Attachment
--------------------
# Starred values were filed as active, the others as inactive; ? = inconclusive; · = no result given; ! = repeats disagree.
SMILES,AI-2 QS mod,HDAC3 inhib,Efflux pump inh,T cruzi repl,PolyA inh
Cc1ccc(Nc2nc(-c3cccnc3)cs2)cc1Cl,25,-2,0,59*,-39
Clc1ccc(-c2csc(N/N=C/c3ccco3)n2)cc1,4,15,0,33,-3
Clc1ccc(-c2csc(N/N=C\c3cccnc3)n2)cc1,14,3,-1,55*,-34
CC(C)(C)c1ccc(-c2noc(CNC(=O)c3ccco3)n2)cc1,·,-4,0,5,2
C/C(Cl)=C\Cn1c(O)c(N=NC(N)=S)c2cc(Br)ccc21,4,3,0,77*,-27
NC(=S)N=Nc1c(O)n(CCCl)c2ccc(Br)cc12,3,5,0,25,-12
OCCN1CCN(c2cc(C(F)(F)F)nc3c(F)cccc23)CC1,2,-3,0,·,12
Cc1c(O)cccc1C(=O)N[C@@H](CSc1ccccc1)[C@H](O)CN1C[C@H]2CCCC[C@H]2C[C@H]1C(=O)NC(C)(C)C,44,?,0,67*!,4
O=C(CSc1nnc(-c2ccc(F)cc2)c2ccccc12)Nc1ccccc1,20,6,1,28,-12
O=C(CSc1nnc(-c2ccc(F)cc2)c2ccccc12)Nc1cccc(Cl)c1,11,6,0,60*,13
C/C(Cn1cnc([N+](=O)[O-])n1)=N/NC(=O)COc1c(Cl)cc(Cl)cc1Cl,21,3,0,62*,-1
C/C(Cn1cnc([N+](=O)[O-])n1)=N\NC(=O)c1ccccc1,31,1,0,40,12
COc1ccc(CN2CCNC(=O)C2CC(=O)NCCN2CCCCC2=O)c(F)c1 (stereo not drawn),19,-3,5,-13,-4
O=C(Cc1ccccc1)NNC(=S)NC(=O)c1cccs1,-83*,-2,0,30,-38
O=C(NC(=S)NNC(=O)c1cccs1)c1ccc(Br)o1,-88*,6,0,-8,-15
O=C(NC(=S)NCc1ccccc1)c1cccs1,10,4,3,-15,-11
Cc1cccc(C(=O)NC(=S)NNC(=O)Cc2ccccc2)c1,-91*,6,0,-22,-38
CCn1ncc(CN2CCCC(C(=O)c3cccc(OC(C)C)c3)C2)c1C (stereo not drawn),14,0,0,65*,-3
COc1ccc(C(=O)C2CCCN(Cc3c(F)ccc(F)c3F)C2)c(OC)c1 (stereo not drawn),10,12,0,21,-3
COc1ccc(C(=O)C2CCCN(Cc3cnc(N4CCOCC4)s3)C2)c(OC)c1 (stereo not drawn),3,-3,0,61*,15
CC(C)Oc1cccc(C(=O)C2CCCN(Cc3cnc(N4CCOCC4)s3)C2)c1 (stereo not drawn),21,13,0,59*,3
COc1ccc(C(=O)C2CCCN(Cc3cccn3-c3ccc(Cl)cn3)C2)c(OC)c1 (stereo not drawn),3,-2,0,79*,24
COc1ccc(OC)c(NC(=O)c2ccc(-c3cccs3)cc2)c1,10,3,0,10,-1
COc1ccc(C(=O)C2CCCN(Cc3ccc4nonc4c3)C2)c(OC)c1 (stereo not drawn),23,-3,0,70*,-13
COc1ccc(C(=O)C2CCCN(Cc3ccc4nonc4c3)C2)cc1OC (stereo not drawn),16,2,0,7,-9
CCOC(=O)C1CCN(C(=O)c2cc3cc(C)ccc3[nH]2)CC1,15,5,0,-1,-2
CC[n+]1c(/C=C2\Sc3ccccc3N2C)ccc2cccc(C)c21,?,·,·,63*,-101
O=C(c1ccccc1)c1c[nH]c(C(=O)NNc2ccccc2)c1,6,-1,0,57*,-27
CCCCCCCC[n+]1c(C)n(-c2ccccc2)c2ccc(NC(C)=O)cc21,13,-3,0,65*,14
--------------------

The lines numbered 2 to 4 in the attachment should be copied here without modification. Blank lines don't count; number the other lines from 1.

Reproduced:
SMILES,AI-2 QS mod,HDAC3 inhib,Efflux pump inh,T cruzi repl,PolyA inh
Cc1ccc(Nc2nc(-c3cccnc3)cs2)cc1Cl,25,-2,0,59*,-39
Clc1ccc(-c2csc(N/N=C/c3ccco3)n2)cc1,4,15,0,33,-3